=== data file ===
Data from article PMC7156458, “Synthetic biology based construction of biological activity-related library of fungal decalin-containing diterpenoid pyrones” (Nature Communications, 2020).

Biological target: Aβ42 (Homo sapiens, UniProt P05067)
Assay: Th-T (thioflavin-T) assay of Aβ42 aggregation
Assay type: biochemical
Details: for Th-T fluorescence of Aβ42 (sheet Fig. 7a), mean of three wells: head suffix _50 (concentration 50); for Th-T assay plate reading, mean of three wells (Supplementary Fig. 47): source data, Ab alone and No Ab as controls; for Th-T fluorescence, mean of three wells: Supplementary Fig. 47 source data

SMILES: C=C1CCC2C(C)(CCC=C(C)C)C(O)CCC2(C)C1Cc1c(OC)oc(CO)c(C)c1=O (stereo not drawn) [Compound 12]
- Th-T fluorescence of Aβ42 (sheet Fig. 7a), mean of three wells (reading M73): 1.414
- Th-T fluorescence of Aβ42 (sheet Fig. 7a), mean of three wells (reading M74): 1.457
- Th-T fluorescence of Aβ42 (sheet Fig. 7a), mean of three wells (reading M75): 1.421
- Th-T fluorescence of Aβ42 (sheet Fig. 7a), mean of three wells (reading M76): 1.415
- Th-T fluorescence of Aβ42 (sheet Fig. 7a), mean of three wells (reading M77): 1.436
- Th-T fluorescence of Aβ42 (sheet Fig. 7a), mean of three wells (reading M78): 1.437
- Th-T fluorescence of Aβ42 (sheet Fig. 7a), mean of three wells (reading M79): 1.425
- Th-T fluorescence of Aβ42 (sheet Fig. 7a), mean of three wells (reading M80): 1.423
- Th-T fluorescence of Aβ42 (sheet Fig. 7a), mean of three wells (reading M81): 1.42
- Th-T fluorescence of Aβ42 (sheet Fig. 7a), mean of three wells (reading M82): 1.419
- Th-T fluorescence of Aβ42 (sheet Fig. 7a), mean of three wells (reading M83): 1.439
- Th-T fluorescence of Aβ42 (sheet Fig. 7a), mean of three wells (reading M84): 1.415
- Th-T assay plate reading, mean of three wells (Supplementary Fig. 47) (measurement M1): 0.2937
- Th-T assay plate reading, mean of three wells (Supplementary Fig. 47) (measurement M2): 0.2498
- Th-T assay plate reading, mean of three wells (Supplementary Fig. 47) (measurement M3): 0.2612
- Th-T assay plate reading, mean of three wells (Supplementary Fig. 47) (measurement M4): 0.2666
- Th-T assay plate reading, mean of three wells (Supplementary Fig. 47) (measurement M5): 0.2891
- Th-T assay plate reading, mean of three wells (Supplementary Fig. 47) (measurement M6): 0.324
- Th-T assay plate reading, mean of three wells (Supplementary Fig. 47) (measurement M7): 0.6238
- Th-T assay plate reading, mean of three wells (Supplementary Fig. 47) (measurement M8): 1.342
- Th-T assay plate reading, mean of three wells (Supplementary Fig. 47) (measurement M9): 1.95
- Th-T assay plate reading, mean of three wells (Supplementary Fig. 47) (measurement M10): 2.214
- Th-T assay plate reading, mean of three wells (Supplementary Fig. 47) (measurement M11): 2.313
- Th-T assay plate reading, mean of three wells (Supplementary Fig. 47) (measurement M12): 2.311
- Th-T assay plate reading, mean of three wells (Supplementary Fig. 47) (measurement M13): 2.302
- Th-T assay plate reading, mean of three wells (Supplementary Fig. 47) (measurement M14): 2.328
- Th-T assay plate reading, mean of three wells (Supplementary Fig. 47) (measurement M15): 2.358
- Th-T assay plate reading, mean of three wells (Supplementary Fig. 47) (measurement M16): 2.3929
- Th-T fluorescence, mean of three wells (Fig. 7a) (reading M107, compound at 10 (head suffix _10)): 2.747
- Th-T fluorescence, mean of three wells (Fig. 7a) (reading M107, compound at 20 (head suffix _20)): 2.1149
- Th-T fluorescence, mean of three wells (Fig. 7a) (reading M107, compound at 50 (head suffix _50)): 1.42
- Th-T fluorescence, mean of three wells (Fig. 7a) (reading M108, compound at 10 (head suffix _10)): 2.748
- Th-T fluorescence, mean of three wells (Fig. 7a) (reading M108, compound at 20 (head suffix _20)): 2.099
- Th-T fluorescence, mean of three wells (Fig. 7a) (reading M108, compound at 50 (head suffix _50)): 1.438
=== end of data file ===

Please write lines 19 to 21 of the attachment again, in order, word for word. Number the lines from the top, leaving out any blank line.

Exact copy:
- Th-T assay plate reading, mean of three wells (Supplementary Fig. 47) (measurement M1): 0.2937
- Th-T assay plate reading, mean of three wells (Supplementary Fig. 47) (measurement M2): 0.2498
- Th-T assay plate reading, mean of three wells (Supplementary Fig. 47) (measurement M3): 0.2612